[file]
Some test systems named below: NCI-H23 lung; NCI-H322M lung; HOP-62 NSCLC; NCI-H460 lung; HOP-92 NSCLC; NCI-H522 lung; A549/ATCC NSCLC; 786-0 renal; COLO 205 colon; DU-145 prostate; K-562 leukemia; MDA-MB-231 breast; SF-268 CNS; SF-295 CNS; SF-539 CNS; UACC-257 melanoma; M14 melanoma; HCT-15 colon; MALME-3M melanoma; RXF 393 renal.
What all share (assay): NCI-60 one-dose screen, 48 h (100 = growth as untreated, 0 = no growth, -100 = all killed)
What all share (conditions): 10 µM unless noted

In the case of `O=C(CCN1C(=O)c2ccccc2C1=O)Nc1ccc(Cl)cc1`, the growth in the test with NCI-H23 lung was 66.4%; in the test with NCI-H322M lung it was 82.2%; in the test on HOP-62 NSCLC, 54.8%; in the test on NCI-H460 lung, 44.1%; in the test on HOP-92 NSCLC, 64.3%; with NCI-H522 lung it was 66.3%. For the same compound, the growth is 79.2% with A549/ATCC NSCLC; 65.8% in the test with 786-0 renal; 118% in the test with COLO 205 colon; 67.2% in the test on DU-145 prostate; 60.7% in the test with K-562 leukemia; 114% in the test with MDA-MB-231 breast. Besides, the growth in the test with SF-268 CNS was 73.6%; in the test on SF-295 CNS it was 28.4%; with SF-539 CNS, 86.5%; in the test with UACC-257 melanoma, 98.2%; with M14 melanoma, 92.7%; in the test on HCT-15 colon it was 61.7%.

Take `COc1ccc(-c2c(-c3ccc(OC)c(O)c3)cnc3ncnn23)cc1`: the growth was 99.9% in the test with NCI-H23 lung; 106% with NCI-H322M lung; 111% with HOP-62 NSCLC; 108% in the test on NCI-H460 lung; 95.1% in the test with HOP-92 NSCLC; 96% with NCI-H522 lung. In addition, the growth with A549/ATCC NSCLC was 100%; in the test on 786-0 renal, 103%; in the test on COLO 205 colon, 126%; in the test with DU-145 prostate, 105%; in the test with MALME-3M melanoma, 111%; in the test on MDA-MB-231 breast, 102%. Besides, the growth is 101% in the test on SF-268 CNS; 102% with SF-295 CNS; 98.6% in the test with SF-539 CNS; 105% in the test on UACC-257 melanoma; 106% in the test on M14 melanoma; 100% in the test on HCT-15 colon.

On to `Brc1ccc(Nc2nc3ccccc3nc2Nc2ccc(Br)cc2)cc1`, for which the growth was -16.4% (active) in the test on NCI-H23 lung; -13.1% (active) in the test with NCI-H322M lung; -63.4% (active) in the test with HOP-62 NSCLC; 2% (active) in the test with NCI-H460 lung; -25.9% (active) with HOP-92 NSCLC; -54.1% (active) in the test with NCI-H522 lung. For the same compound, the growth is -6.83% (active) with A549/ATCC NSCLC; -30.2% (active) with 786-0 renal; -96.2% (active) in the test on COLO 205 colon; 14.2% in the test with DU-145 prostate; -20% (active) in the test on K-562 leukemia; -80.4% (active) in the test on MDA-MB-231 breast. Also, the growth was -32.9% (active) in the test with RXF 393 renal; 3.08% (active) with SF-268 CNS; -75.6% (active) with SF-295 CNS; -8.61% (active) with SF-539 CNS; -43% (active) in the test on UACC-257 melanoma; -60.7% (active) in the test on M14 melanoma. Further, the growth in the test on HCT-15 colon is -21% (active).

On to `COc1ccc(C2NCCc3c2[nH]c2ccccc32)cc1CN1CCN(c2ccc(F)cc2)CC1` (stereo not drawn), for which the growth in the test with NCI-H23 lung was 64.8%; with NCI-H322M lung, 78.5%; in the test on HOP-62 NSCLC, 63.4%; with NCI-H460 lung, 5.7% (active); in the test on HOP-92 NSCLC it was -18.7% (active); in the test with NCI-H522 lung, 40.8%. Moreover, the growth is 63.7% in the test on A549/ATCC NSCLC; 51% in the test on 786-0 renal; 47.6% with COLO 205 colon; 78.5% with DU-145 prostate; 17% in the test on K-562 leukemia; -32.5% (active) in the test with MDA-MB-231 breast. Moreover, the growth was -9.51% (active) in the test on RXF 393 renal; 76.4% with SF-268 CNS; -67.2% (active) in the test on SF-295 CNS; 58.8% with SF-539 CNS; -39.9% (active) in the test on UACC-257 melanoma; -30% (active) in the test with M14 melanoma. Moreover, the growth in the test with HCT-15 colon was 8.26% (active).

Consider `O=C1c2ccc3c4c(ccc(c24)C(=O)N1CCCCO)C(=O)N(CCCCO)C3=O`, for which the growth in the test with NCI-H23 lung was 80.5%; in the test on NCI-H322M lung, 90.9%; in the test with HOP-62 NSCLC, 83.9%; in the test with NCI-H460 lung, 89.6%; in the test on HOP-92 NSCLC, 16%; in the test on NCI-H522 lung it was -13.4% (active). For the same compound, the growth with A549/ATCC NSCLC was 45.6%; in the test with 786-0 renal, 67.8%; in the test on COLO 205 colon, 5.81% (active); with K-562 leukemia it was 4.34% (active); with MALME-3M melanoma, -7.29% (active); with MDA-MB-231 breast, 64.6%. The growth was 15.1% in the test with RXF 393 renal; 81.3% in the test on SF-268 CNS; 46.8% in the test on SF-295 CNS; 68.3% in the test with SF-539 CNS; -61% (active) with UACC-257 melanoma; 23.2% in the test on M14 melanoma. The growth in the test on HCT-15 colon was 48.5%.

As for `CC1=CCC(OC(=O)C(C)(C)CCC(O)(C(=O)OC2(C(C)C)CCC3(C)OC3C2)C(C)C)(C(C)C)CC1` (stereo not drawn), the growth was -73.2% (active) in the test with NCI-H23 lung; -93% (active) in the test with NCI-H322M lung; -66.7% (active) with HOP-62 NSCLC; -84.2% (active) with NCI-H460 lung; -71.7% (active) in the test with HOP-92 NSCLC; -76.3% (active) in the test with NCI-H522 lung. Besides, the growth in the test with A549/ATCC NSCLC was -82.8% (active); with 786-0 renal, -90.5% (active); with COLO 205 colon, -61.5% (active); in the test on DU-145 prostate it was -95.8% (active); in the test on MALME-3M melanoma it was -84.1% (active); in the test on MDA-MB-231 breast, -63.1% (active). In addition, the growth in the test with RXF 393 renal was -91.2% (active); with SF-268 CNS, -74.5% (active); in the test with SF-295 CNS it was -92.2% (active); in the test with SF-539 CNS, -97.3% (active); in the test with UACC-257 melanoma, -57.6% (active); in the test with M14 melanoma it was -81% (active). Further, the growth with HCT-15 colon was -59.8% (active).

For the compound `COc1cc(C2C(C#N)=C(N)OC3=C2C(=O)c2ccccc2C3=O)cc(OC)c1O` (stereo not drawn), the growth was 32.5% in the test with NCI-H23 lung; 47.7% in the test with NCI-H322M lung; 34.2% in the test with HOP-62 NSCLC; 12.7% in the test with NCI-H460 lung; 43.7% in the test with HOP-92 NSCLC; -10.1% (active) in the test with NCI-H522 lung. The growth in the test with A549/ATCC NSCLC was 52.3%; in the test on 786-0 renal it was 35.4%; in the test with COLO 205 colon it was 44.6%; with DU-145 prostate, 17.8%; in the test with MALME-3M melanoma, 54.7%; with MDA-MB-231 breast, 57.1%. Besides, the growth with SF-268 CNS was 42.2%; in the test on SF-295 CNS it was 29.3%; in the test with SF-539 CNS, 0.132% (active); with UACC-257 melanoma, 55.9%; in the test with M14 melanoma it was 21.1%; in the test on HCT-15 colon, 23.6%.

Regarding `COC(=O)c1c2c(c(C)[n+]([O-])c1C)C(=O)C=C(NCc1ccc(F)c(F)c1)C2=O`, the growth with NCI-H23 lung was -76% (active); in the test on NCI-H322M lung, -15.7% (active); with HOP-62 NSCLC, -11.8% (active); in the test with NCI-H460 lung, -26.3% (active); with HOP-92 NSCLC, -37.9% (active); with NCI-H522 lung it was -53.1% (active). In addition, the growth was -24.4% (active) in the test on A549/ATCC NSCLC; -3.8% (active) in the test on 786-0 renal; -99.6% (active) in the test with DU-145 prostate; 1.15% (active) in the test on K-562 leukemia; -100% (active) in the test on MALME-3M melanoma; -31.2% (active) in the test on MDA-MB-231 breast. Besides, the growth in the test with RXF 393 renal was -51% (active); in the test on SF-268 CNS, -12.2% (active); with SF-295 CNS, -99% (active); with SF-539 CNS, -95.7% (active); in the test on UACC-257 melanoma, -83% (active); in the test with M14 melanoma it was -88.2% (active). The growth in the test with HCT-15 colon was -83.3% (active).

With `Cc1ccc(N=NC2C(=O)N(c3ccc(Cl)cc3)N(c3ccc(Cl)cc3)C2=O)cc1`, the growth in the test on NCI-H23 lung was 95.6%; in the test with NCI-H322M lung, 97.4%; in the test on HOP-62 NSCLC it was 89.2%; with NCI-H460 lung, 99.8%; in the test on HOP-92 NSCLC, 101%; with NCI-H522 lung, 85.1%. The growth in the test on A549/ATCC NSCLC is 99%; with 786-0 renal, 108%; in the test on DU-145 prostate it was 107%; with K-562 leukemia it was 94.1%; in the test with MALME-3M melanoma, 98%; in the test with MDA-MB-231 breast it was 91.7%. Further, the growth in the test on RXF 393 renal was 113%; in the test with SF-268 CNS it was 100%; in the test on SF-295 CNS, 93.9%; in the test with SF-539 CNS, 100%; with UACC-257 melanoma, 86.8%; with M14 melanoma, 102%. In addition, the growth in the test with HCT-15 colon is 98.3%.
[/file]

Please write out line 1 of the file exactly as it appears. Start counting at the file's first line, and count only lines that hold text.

Some test systems named below: NCI-H23 lung; NCI-H322M lung; HOP-62 NSCLC; NCI-H460 lung; HOP-92 NSCLC; NCI-H522 lung; A549/ATCC NSCLC; 786-0 renal; COLO 205 colon; DU-145 prostate; K-562 leukemia; MDA-MB-231 breast; SF-268 CNS; SF-295 CNS; SF-539 CNS; UACC-257 melanoma; M14 melanoma; HCT-15 colon; MALME-3M melanoma; RXF 393 renal.